When to Seek Medical Care

Neurodermatitis doesn't go away on its own, so if you think you have this condition, you will need to see a healthcare professional in order to heal your itchy, injured skin and break the itch-scratch cycle.

Even if you are already undergoing treatment, be sure to call your healthcare professional right away if you develop severe bleeding or signs of infection at the site of your itch.


Treatment of neurodermatitis is multifaceted. It includes healing your itchy areas and addressing the underlying problem that led to the itch.

Corticosteroids, topical steroids, and even injected steroids are often used to reduce inflammation and soften thickened skin in affected areas. Your healthcare provider also may prescribe nonsteroidal medications like calcineurin inhibitors or salicyclic acid to help control the itching sensation.

Another option to reduce itching is placing an occlusive dressing over the affected area and makes it difficult to scratch. Moisturizers or ointments may be applied under the dressing to help skin heal.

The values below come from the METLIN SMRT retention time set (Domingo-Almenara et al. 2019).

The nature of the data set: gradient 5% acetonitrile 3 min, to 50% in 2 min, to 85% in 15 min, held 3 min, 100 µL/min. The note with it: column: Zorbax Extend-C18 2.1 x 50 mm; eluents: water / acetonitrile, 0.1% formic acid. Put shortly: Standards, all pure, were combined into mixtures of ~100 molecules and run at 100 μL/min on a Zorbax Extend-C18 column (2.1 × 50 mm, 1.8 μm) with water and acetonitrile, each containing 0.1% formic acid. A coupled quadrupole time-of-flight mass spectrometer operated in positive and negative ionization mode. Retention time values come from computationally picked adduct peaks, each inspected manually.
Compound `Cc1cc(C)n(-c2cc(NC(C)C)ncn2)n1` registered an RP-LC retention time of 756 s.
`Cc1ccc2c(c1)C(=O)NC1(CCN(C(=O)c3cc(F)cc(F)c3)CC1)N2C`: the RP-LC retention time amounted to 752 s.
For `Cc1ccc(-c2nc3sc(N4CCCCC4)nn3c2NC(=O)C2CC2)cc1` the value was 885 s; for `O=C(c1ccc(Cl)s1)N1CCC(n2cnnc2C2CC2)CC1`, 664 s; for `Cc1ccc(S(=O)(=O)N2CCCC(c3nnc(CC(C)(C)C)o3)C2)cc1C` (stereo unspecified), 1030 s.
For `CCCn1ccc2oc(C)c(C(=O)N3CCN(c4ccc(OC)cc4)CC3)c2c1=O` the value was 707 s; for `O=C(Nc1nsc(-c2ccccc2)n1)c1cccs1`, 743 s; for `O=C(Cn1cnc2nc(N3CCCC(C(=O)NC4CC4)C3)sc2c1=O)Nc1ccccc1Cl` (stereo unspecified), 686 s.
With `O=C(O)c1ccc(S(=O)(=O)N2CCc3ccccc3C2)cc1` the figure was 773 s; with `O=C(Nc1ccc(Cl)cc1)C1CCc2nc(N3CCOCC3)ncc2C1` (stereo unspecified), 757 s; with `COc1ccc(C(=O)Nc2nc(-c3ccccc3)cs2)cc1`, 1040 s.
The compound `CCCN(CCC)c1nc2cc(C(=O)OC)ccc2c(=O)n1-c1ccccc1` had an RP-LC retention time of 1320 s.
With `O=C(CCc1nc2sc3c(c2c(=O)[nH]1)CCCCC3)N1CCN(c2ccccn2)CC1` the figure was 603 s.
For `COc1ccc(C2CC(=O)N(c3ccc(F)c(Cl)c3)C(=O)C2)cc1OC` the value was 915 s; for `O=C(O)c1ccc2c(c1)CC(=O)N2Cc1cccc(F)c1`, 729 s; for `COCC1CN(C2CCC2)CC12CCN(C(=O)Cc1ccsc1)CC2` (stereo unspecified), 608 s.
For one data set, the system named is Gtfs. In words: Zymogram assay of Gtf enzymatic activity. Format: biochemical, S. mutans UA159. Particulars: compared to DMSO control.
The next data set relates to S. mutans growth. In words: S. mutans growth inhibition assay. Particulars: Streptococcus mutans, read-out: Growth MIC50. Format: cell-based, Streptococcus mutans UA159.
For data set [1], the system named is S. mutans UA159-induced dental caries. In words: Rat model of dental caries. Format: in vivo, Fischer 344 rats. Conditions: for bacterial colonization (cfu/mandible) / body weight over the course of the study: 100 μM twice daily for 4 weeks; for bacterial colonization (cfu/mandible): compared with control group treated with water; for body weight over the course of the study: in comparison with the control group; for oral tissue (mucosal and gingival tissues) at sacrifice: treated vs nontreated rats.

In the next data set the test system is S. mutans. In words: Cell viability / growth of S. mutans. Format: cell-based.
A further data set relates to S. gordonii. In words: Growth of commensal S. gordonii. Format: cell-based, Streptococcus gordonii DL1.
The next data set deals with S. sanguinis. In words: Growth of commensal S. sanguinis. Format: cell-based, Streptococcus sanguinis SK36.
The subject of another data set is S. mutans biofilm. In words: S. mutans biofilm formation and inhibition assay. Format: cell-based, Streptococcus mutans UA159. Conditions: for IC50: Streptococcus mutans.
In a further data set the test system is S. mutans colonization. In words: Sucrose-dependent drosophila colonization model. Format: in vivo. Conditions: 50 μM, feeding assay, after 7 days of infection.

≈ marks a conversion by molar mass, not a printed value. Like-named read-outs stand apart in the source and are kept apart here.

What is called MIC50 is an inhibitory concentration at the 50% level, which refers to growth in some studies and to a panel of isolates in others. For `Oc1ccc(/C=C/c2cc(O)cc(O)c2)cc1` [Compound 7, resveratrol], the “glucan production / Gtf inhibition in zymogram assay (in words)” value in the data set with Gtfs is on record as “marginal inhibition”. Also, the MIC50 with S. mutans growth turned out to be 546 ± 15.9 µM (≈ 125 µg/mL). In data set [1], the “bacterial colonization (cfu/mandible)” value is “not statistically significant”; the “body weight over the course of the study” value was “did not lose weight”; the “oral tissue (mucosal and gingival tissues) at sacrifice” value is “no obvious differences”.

Other medications and treatments that may be used to soothe neuropathic itching include:


An itch that occurs over and over in the same spot and nowhere else may be linked to nerve damage. These itches rarely get better without treatment. See a healthcare provider or dermatologist if you think you have a neuropathic itch, as prescription medications may be required.

A Word From Verywell

If you have an itch that just won't go away it can be maddening. An itch that won't go away that occurs in the same spot can also be dangerous. Continuous scratching can lead to skin and tissue damage, bleeding, and infection. See your healthcare provider if you are experiencing this problem, because neuropathic itching rarely improves without treatment with prescription medications.